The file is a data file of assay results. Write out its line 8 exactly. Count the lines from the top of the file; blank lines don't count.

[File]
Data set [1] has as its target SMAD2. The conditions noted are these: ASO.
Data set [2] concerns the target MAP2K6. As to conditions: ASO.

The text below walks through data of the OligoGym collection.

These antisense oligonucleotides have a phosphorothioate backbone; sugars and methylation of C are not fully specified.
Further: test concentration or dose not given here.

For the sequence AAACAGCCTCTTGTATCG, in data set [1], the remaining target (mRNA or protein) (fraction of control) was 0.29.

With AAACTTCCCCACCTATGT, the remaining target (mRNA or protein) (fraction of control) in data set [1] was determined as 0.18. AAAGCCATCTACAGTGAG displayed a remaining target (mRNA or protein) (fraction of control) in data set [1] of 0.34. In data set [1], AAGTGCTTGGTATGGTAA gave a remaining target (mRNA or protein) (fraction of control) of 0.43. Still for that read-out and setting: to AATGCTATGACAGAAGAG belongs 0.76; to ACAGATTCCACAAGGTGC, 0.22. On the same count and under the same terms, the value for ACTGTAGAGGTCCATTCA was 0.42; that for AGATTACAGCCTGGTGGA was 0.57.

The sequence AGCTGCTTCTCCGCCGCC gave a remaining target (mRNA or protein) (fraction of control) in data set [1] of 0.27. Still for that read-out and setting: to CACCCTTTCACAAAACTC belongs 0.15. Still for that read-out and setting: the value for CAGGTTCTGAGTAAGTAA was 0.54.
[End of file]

The sequence AGCTGCTTCTCCGCCGCC gave a remaining target (mRNA or protein) (fraction of control) in data set [1] of 0.27. Still for that read-out and setting: to CACCCTTTCACAAAACTC belongs 0.15. Still for that read-out and setting: the value for CAGGTTCTGAGTAAGTAA was 0.54.